The growing trend of user-generated content such as the sharing of real-time events by means of smartphones inflicts a great uploading strain to the wireless networks. Despite the importance of uplink on mobile cellular networks, most efforts have been focused on the downlink scenario [24, 25, 26]. In fact, few attempts have been dedicated to the expanding demands of users’ transmission (uploading). Notably, differences appear between the procedures of uploading and downloading. Specifically, an asymmetry regarding the downlink and uplink bandwidths takes place, since the downlink bandwidth can reach times the corresponding uplink bandwidth. As a consequence, the uploading time is longer, and the throughput is lower. Hence, lower quality of experience is met. Another difference concerns the limited resources of mobile devices such as the battery capacity and the transmit power. Obviously, it is a critical solution to moderate the uplink traffic pressure. An efficient remedy that is brought to the play is the employment of caching in SCNs by exploiting the content popularity appearing as redundancy [27]. In fact, caching the users’ content in the edge of the network brings gains regarding the user satisfaction and the traffic load [24]. However, most works address the problem of caching in the downlink direction.

I-a Motivation-Central Idea

This paper is motivated by the following observations: 1) Content providers relocate their users’ contents from the core network to the intermediate nodes in the network (caching). Hence, a key question to answer is the design and investigation of the converse scenario, where the users move their content to the intermediate nodes to alleviate the upload traffic. 2) We employ a large number of antennas at each BS to take advantage of the benefits of massive MIMO such as the elimination of intra-cell interference. 3) Networks have the tendency to become denser resulting in their irregularity, i.e., it is required to introduce the concept of SCNs. 4) User mobility and its resultant channel aging is a common phenomenon in wireless communications. The main contributions are summarized as follows.

  • Contrary to existing works [24, 27], which have studied the downlink caching, we focus on a novel strategy described as uplink caching. Hence, instead of having the users requesting contents from their associated BS, the users upload their contents to their strongest BS. More concretely, we formulate the caching problem in the uplink.

  • In parallel of considering uplink caching, we take advantage of the gained performance benefits when the massive MIMO technology is employed and HetNet design is encountered. As far as the authors are aware, it is worthwhile to mention that this work is unique regarding the study of the notion of massive MIMO in caching.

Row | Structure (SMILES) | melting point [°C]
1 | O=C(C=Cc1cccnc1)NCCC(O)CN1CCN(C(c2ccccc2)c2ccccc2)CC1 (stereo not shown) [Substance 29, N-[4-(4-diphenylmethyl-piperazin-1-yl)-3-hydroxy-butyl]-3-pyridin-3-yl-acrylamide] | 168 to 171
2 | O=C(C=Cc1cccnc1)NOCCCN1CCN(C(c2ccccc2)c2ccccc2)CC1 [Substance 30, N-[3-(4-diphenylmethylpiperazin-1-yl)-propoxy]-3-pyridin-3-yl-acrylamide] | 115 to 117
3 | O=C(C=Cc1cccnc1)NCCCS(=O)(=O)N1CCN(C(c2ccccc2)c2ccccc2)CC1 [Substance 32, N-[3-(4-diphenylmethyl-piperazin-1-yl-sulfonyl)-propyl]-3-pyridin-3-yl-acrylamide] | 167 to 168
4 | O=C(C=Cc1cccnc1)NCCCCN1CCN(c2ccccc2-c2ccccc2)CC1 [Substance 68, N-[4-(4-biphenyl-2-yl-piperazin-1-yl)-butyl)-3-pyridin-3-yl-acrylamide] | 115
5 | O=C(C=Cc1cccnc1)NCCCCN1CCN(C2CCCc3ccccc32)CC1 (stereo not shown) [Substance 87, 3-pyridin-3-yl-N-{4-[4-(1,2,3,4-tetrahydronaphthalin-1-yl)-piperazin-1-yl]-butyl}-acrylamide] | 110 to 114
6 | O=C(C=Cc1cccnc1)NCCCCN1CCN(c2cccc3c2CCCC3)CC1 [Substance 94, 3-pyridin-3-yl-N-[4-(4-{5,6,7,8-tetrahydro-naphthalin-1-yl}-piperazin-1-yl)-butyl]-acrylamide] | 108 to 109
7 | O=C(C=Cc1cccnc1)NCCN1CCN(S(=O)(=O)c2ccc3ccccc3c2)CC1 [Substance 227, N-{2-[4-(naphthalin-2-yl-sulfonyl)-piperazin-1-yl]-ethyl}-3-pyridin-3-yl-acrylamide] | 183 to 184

• We introduce the modified von Mises distribution instead of a power-law or the Zipf distribution to describe the content popularity distribution, in order to represent the locality and the concentration of the content popularities in a specific region.

  • It is the first work introducing channel aging in an architecture including caching. Although we do not show the degradation of the system performance in terms of plots by varying the user mobility due to users’ relative movement, the analytical results allow the observation of its dependence and its loss quantification.

  • We derive the outage probability and the average delivery rate of an uplink massive MIMO HetNet, where the intermediate nodes are enriched with caching resources. In particular, after having obtained the deterministic signal-to-interference-plus-noise ratio (SINR) by means of the theory of DEs, we achieve to obtain a statistical expression. Notably, the main benefit of the DEs is the provision of deterministic expressions allowing to avoid any Monte Carlo simulations.

  • Relied on the numerical results, we elaborate on the impact of various parameters such as the BSs density and the storage size. For example, a high storage size induces improvement of the system, since the outage probability decreases and the average delivery rate increases. For the sake of comparison, we also present the results corresponding to the absence of caching, where applicable.

I-B Paper Outline

The remainder of this paper has the following structure. Section II develops the system model of the uplink of a massive MIMO HetNet with channel aging. Section III presents the caching model, while Section IV provides the estimated channel including the effects of pilot contamination and channel aging. Next, Section V presents the uplink transmission under the presence of channel aging and introduction of the caching concept. Section VI provides the main results of this study. Especially, Subsection VI-A includes the derivation and investigation of the outage probability, while Subsection VI-B, provides the presentation of the average delivery rate of this general model. The numerical results are placed in Section VII, and Section VIII concludes the paper.

I-C Notation